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January 27, 2003

Honor the movement and the man, says colleague of Martin Luther King Jr.

By Louise Donahue

The civil rights movement was about more than one person, the Rev. James Lawson told a crowd at UCSC's Dr. Martin Luther King Jr. Convocation on January 21.

Photo of Lawson at lectern

The Rev. James Lawson spoke January 21 at the Santa Cruz Civic Auditorium. Photos: Victor Schiffrin, UCSC Photo Services
Photo of Lawson

Lawson, who worked with King in the 1950s and '60s, urged his audience at the Santa Cruz Civic Auditorium to honor King while honoring the wider social justice movement. "This day honors a movement and a man. No one person can do what needs to be done," he said. "It must become a movement of the people." Lawson was the keynote speaker for the 19th annual convocation.

Lawson was crucial in developing the nonviolent strategy used by King, and remains an antiwar activist. "I am appalled that we have been debating going to war--how best we can vanquish a people who have not attacked us." A retired minister, Lawson was part of an interfaith group that visited Iraq in 2000 to support the lifting of sanctions against that country.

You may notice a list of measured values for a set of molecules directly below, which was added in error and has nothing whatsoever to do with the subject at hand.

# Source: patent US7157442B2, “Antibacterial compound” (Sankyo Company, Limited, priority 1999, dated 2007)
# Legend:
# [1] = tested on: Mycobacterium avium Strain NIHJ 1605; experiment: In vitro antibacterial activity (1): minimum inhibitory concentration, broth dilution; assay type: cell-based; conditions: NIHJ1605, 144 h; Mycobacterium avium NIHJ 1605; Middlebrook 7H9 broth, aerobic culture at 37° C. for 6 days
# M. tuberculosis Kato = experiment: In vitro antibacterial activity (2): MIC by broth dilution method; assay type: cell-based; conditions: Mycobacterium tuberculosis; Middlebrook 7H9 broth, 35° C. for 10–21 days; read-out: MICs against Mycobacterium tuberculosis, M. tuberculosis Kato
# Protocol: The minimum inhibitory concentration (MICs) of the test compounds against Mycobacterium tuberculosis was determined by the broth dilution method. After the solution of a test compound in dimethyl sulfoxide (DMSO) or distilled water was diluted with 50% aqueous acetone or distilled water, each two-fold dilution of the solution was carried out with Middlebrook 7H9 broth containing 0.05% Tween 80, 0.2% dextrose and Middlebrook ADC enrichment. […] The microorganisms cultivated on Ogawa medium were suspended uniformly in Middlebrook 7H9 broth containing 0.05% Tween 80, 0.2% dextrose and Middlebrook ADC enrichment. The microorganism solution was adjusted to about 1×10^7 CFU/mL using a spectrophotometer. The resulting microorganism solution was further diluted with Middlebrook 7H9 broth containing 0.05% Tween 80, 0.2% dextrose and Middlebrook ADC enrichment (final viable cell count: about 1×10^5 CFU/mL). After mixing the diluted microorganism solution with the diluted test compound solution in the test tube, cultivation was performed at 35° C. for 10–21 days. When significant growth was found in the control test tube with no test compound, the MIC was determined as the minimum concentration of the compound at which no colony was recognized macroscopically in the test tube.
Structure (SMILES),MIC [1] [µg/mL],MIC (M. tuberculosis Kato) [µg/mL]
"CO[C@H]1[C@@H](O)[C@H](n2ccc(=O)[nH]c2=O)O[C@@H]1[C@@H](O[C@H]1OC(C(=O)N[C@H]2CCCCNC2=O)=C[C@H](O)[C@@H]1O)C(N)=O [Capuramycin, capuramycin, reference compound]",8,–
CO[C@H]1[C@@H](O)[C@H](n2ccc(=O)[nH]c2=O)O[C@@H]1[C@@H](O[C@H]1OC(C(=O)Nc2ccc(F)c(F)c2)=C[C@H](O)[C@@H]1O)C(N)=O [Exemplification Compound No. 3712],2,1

Lawson also reminded the audience that King pushed for economic rights as well as civil rights. "Economic warfare is more brutal and destructive than military warfare," he said. "Globalization is only a big word meaning the continuation of plantation capitalism."

In a wide-ranging address, Lawson also criticized the role of the religious right in the Bush administration. "I'm a clergyperson, but I don't want to be governed by clergypeople. We are in peril, whether we want to acknowledge it or not."

The convocation was presented by UCSC in cooperation with the Resource Center for Nonviolence and the NAACP Santa Cruz Chapter.

The day after the speech, Lawson took part in a panel discussion at UCSC's Mainstage Theater on nonviolent action. In addition to Lawson, participants included Professor Paul Ortiz of community studies, Professor Carolyn Martin Shaw of anthropology, and students Marissa Bloom and Angela Thibodeaux.

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